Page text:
I knew in high school that I wanted to study biology, but I wasn’t ready to give up my fascination with literature, history, and art. When I started my first year at UChicago, I hesitated to declare my Biology major and instead started a Social Sciences sequence (part of the UChicago Core), called Classics of Social and Political Thought. We dived headfirst into Greek philosophy, and I was surrounded by the rich history of the classics. Each discussion was a new adventure into a past era and school of thought. By the time we reached Nietzsche, I was in too deep.
You’ve finished up your UChicago tour and information session and are now in the Quad admiring the Gothic-style buildings. As beautiful as they are, you know that you’ll be able to see them again on UChicago’s Instagram. Your flight home doesn’t leave until later in the evening--what should you do now? The city of Chicago seems like it has endless options, ranging from premier comedy clubs and world-class architecture to your favorite sports teams and Michelin Star restaurants.
There it was, right in front of me: quite a bit larger than I had imagined, and therefore all the more awe-inspiring. With my own hands I leafed through a nearly five hundred year-old anatomy text, an original edition of Andreas Vesalius’ De humani corporis fabrica from 1543. My History of Medicine, 1500-1900 Civilizations course (commonly referred to as “Civ” on campus) had made a trip to Special Collections at the Regenstein Library to look at originals of such significant works.
Who knew that UChicago would provide me with the opportunity to live my ten-year-old self's America’s Next Top Model dream?
Since 2003, MODA at the University of Chicago has been a platform dedicated to showcasing fashion on campus and promoting the greater Chicago and nationwide fashion scenes. One of their main events is a fashion show where student designers curate original designs for the University community and general public.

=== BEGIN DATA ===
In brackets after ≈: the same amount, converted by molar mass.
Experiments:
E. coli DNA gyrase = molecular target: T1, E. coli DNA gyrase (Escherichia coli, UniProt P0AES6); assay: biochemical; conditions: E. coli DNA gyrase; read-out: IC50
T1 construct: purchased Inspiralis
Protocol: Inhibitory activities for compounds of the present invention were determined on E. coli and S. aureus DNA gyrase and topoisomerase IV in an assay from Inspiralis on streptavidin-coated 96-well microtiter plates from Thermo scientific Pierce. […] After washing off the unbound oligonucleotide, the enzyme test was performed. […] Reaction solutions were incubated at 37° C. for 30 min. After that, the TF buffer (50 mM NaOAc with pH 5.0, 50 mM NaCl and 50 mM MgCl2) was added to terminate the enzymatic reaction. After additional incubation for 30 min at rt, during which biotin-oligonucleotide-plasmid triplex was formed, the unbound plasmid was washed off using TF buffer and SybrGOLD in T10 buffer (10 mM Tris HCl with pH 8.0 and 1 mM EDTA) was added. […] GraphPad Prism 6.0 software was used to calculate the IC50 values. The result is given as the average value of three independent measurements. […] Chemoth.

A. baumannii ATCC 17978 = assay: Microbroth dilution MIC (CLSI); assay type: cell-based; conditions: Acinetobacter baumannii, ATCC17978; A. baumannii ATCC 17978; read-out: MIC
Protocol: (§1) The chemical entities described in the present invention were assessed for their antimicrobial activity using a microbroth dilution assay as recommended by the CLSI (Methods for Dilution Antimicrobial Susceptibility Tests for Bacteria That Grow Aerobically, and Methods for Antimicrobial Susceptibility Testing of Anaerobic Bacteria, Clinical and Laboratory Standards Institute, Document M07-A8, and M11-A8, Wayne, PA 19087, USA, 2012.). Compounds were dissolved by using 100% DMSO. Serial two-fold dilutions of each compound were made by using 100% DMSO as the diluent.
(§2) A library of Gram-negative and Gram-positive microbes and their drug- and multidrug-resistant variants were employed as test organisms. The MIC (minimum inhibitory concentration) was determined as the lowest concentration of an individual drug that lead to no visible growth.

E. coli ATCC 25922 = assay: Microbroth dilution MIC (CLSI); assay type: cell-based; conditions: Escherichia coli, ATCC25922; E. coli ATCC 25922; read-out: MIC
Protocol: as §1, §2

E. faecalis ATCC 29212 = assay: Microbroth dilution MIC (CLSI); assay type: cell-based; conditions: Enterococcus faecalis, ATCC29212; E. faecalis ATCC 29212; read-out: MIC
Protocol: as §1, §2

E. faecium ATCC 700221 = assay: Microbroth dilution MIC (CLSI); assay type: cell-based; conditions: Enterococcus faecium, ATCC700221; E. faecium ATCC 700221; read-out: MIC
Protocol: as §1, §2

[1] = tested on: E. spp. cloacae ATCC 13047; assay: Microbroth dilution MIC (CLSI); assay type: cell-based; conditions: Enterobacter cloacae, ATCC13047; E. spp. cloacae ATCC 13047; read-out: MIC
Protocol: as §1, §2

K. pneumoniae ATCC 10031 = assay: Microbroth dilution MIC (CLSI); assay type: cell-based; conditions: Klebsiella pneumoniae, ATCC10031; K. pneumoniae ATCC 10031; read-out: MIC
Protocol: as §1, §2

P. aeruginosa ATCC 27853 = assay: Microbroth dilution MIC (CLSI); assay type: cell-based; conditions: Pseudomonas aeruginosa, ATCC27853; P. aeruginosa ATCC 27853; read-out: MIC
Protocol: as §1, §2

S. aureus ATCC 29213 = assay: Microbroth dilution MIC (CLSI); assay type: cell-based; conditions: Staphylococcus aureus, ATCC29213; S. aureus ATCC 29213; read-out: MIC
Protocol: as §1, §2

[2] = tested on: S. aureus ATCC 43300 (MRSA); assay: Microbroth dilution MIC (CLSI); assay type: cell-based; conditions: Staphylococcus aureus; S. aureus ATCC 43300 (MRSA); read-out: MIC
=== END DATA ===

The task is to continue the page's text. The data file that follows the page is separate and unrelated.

The clangs of foils, sabers, and épées can be heard loud and clear on the 3rd floor balcony of the Henry Crown Field House. UChicago undergrads and grads alike can be found suited up in white, engaged in combat against one another.
In the last segment, we looked at restaurants and food trucks around 57th Street. Part II heads up to 55th street to see what culinary goods it has to offer. I like to think of 55th Street as a little slice of the world because there are so many international cuisines! Middle Eastern, Mexican, and Korean— the list goes on. Check them out below!
One of the great things about the University of Chicago is the amount of time you have to find your niche and take all kinds of classes before declaring a major. When you’re admitted to UChicago, you’re admitted to the College, not a specific major program, allowing you to leisurely explore different interests. My personal journey involved detours in Statistics, Religious Studies, and Comparative Literature before I finally settled into my one true calling—Cinema and Media Studies (CMS)—near the end of last year (my third year!).
I work with poop. Literally, I use fecal samples to monitor the levels of stress and reproductive hormones in animals at the Lincoln Park Zoo. I work in the Davee Center for Epidemiology and Endocrinology, a lab in the conservation department at the Lincoln Park Zoo, in the heart of Chicago. The lab does “non-invasive welfare monitoring” – basically, we take feces, hair, and fur, run it through a bunch of big expensive machines, and measure the amount of each hormone we are testing for.
As the Thanksgiving holiday approaches and autumn gives way to winter, the joys of the Fall Quarter are worth recalling once more. Autumn is a special time of year. It's when we all return to Hyde Park after a summer filled with various internships, vacations, and volunteer work. It's when we reunite with friends, housemates, classmates, and perhaps intramural sports nemeses. And— above all— it's when the Divinity School Coffee Shop, Grounds of Being or “Div”, finally reopens for business.
1 and 2 and 3 and… I count (silently) to myself, waiting to come in as the sopranos and altos open Victoria’s “Miss O Magnum Mysterium.” We’re in the back of a Pittsburg church singing to an audience on the first day of Motet choir’s East Coast holiday tour. It’s now time for my section—the basses—to join the sopranos, altos, and tenors. With our opening pitch, we fill out the harmony, giving the other parts a base to listen and tune to. The choir continues on – swelling and waning with the instruction of our conductor’s hands.